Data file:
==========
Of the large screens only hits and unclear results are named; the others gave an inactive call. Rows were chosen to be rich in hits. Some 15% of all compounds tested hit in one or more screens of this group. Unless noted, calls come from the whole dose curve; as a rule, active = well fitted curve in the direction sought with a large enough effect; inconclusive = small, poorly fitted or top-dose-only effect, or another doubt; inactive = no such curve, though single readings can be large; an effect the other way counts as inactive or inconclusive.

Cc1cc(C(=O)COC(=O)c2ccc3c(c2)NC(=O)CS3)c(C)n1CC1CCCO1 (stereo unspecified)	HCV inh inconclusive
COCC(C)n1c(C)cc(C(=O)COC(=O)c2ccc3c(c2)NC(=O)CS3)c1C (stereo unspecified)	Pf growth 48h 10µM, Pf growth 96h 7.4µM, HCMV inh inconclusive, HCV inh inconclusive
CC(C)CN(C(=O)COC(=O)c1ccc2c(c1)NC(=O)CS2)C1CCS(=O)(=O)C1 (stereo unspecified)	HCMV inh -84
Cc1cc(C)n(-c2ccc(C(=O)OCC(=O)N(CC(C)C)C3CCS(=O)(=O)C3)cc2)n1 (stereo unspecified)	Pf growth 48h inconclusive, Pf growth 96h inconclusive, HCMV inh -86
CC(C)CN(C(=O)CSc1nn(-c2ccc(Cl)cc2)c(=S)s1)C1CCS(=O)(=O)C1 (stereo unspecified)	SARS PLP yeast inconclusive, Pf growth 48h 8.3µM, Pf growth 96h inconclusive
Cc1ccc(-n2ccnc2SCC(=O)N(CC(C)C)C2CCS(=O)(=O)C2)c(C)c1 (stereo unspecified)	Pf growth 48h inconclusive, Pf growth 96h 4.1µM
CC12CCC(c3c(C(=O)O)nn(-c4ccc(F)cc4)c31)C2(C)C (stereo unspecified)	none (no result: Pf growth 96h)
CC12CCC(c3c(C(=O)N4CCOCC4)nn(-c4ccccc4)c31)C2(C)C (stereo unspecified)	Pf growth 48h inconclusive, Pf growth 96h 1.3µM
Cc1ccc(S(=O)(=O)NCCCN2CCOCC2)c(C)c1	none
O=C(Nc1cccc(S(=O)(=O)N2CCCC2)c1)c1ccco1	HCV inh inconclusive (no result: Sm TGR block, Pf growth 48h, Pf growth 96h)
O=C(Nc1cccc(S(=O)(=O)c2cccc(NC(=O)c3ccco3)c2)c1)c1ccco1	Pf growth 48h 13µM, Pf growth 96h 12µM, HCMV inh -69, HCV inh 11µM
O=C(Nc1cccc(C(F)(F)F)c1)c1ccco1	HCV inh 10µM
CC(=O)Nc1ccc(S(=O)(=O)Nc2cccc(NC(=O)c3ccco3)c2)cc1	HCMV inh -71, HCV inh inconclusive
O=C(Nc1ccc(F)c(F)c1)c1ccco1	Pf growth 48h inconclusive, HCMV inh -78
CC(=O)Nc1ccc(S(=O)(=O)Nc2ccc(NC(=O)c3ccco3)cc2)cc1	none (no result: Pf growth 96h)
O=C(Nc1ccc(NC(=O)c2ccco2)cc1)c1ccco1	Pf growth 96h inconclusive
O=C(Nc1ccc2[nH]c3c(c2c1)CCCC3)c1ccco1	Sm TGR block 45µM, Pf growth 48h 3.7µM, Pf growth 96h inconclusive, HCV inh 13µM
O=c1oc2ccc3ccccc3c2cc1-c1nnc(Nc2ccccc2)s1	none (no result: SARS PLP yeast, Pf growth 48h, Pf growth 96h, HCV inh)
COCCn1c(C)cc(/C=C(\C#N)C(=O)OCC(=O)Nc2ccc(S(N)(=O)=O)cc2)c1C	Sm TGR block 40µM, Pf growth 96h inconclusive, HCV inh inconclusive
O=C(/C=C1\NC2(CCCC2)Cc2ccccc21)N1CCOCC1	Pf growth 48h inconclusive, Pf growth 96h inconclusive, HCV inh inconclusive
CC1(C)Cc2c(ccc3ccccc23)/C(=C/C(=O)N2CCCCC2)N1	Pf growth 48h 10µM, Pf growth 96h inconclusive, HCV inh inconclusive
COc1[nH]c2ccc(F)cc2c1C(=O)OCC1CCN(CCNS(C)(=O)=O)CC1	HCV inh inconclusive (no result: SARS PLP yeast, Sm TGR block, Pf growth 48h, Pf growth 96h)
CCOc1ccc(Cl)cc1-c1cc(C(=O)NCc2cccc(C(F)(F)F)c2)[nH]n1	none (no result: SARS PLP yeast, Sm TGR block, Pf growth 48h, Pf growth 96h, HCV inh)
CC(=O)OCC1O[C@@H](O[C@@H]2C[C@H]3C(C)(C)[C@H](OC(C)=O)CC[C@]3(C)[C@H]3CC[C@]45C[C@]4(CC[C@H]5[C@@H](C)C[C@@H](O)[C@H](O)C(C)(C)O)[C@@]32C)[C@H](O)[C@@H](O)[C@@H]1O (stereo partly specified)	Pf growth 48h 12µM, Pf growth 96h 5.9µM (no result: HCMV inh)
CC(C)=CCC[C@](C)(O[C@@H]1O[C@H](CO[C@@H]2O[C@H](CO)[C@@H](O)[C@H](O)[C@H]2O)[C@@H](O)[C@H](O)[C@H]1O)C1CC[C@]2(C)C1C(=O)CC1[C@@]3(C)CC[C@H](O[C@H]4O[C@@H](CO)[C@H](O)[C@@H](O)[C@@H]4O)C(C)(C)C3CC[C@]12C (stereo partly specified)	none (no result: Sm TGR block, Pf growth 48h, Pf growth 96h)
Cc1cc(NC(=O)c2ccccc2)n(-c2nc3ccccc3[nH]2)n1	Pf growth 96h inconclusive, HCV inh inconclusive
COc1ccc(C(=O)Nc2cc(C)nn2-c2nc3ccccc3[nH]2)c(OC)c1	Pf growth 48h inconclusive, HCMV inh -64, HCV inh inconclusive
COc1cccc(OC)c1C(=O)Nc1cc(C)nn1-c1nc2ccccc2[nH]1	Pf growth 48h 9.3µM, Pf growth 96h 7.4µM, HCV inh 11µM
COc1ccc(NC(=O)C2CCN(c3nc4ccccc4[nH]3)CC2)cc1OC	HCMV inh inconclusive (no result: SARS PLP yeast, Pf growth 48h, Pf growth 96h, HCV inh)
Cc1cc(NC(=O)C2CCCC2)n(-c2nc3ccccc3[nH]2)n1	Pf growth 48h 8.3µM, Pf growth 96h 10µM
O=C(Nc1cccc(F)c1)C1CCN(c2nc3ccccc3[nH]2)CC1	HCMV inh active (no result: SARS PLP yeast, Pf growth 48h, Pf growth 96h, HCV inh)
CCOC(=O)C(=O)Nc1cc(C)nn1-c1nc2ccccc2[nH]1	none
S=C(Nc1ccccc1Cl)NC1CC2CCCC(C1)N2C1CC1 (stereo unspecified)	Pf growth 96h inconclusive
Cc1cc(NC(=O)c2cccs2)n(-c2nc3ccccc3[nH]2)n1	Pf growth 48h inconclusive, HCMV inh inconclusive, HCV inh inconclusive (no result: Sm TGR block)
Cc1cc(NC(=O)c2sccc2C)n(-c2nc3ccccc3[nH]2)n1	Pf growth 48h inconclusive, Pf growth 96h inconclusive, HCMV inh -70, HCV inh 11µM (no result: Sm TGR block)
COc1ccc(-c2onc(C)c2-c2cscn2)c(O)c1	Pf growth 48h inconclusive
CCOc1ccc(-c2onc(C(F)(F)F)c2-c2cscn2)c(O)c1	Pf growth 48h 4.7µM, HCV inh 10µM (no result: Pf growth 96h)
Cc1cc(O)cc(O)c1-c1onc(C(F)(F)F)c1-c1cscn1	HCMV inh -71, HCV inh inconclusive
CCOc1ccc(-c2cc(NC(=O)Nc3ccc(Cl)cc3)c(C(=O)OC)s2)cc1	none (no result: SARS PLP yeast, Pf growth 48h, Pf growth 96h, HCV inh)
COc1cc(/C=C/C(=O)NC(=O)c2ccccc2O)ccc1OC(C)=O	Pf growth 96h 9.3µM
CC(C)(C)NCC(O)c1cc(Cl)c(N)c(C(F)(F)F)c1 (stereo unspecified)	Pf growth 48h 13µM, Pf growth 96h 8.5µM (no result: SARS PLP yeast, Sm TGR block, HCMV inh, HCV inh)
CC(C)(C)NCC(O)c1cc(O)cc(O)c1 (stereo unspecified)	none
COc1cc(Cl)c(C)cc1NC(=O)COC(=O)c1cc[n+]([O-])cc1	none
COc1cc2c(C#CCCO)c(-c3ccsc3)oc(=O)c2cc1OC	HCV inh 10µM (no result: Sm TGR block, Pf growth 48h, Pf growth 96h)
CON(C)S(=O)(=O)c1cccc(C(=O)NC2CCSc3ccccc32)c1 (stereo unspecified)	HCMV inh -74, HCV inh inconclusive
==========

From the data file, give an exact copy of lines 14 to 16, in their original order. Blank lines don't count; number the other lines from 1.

CC(=O)Nc1ccc(S(=O)(=O)Nc2cccc(NC(=O)c3ccco3)c2)cc1	HCMV inh -71, HCV inh inconclusive
O=C(Nc1ccc(F)c(F)c1)c1ccco1	Pf growth 48h inconclusive, HCMV inh -78
CC(=O)Nc1ccc(S(=O)(=O)Nc2ccc(NC(=O)c3ccco3)cc2)cc1	none (no result: Pf growth 96h)